Depending on which device you’re using, the navigation may appear on the left or via a burger button icon at the top. The sections are Search, Home, Shows, Movies, Live TV, News, Brands and My List.
Most of those will be familiar to users of other streaming services. Both the Movies and Shows hubs highlight “popular” titles, as well as sub-genres. The A-Z listings for these sections are very helpful (and something competitors could stand to add).
Paramount Plus stands out with their Live TV section, which looks like a cable TV grid. You can browse channels including CBS, CBS News and ET Live. There are other themed channels that resemble ones you find on the free service Pluto (also owned by Paramount) — stuff like Movies, TV Classics, Star Trek, Crime and Justice and Adult Animation. Live TV offerings also include various soccer feeds, such as Champions League and Europa League. It's also one of the few streaming services where you can watch March Madness as well as Selection Sunday.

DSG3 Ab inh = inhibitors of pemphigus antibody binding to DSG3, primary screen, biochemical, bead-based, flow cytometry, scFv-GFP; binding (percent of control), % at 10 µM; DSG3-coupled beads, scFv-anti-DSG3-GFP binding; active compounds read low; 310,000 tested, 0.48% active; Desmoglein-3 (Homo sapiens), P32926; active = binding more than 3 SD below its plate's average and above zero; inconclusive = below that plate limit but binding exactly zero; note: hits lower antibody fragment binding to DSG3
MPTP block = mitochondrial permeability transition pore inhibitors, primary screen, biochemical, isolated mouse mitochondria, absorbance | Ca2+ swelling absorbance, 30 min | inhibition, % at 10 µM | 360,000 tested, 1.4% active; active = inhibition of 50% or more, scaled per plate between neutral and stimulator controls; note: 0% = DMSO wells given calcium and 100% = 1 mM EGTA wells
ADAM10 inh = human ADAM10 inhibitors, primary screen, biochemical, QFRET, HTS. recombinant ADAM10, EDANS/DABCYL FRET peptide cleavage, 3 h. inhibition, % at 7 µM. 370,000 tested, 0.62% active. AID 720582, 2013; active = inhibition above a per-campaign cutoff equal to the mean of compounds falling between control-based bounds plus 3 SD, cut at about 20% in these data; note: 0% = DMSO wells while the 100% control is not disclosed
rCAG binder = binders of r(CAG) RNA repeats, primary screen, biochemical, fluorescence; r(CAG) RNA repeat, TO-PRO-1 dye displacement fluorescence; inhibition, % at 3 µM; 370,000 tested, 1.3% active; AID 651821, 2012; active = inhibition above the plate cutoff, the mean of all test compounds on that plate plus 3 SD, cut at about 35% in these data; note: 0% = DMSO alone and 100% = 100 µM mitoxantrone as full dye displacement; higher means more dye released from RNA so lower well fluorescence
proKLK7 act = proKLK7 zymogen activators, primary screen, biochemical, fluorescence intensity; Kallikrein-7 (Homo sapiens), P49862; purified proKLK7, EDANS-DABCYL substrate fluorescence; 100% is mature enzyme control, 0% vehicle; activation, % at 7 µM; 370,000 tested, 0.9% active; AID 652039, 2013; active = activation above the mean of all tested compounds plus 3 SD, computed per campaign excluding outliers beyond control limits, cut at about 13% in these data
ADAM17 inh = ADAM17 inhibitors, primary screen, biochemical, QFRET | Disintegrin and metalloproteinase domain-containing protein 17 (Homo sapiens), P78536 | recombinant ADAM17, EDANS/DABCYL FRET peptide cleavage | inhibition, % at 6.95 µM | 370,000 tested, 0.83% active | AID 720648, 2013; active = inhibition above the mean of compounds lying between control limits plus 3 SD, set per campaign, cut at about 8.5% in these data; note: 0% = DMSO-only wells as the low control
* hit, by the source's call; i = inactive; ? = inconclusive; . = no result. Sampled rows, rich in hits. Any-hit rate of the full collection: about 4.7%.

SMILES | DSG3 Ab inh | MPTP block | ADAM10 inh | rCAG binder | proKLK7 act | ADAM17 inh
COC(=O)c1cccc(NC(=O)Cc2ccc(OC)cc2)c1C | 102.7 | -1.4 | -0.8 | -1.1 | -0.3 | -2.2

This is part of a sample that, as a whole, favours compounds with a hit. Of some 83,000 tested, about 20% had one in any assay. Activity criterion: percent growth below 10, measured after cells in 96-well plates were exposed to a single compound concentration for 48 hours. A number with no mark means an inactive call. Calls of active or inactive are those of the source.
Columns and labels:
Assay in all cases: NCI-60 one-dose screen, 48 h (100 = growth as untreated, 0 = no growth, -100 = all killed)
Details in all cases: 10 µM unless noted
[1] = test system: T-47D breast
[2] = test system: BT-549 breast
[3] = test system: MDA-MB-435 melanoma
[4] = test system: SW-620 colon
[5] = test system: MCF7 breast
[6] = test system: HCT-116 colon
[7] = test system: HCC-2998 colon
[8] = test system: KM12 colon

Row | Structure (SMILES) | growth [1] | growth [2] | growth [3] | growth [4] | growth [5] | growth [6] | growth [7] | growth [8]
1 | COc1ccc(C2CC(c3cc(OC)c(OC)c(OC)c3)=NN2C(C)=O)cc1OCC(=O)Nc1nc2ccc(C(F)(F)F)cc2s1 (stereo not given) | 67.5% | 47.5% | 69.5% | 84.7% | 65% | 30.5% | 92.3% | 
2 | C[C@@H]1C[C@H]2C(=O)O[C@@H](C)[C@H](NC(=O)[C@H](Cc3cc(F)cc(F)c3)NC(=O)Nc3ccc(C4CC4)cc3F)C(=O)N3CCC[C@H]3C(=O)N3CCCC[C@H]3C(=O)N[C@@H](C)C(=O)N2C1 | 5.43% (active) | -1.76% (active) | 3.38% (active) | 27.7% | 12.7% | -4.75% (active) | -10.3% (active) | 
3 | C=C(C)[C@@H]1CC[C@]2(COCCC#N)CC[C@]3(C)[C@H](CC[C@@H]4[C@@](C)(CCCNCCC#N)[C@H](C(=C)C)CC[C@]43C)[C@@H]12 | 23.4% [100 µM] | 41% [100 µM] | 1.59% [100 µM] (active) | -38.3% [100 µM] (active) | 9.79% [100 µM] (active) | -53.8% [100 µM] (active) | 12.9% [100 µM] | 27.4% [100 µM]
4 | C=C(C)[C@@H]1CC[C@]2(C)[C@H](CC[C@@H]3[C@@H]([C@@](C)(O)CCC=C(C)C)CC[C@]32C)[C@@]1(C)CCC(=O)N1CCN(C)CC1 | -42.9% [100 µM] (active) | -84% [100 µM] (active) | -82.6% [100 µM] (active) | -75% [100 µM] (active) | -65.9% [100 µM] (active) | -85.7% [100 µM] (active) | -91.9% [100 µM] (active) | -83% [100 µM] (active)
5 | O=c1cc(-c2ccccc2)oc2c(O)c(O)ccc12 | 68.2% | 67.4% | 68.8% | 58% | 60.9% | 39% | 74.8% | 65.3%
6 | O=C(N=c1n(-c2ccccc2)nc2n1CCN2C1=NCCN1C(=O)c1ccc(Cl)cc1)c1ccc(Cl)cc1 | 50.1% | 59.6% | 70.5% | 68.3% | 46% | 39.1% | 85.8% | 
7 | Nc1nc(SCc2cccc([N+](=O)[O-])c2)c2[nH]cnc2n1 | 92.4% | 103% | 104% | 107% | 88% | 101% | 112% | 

A warning: Live TV truly is live. You can’t rewind (Peacock has the same problem), fast forward or even pause. Watching the live CBS feed without the ability to do any of those actions really took me back to my childhood. If I use Paramount Plus to watch the next season of Survivor, I’ll have to run to the bathroom during commercial breaks (but my little brother won’t be around to yell, “It’s back!”). A colleague tells me they bring their phone with them whenever this happens, which is a far from ideal solution.
Paramount Plus review: TV shows
Paramount Plus has a fairly impressive library, stacked with titles from the parent company’s many brands. Cruising through the Shows hub, I see a lot of CBS procedurals, like NCIS, Criminal Minds and CSI. There’s also quite a lot of reality TV, including Survivor, Big Brother, Teen Mom and RuPaul’s Drag Race.
Star Trek gets its own sub-genre (as Star Wars and Marvel have theirs on Disney Plus), and fans can boldly go watch the Original Series, The Next Generation, Deep Space Nine, Voyager and Enterprise, as well as the Paramount Plus originals Discovery, Picard, Lower Decks and Prodigy.